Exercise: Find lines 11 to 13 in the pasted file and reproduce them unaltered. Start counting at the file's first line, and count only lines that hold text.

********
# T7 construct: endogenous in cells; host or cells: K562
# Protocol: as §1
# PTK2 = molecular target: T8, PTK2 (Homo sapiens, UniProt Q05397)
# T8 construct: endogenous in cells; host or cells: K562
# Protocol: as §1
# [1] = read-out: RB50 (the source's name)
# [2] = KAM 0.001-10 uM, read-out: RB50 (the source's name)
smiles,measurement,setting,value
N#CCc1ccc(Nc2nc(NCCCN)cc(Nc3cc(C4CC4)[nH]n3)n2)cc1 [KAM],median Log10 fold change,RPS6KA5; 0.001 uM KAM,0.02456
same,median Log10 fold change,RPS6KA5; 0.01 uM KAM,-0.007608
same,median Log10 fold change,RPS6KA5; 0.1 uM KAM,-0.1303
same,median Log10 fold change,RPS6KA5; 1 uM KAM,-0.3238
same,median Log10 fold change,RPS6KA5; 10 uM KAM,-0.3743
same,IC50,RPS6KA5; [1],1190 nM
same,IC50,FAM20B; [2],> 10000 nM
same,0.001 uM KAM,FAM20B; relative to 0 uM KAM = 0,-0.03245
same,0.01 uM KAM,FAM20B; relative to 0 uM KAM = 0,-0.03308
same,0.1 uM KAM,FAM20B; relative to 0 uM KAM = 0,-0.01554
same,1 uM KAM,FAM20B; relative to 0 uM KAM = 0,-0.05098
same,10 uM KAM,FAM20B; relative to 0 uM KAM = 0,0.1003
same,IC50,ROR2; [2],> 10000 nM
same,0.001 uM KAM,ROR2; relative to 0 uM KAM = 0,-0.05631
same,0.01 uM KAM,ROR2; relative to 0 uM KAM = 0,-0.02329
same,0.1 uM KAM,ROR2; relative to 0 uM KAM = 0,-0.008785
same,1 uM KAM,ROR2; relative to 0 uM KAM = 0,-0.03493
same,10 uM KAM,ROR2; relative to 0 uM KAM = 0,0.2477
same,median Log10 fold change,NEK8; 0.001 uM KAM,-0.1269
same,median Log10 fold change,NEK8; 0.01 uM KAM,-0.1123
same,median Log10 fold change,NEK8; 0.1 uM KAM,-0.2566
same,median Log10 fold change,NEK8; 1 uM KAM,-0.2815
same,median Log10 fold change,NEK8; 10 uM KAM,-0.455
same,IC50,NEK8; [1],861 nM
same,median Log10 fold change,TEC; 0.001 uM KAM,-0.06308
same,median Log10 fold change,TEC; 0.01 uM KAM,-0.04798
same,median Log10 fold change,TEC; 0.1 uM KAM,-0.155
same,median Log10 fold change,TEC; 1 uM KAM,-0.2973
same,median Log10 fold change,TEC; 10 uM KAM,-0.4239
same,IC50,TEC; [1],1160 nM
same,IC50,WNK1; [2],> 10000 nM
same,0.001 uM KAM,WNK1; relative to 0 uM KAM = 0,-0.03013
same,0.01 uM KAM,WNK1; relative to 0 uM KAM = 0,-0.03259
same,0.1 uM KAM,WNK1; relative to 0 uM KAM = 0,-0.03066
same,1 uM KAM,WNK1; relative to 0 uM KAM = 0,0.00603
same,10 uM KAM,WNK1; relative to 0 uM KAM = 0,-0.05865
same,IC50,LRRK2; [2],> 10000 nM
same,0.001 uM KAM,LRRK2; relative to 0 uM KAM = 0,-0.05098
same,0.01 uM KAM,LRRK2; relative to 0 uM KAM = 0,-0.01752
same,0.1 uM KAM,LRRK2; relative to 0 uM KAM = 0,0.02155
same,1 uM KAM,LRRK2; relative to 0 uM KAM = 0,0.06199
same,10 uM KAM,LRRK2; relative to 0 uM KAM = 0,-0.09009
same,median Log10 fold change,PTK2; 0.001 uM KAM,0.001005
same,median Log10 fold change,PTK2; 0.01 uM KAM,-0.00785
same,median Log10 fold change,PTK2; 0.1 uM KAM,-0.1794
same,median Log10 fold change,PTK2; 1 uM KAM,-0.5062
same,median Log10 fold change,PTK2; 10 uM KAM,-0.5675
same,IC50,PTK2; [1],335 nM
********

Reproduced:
same,median Log10 fold change,RPS6KA5; 0.1 uM KAM,-0.1303
same,median Log10 fold change,RPS6KA5; 1 uM KAM,-0.3238
same,median Log10 fold change,RPS6KA5; 10 uM KAM,-0.3743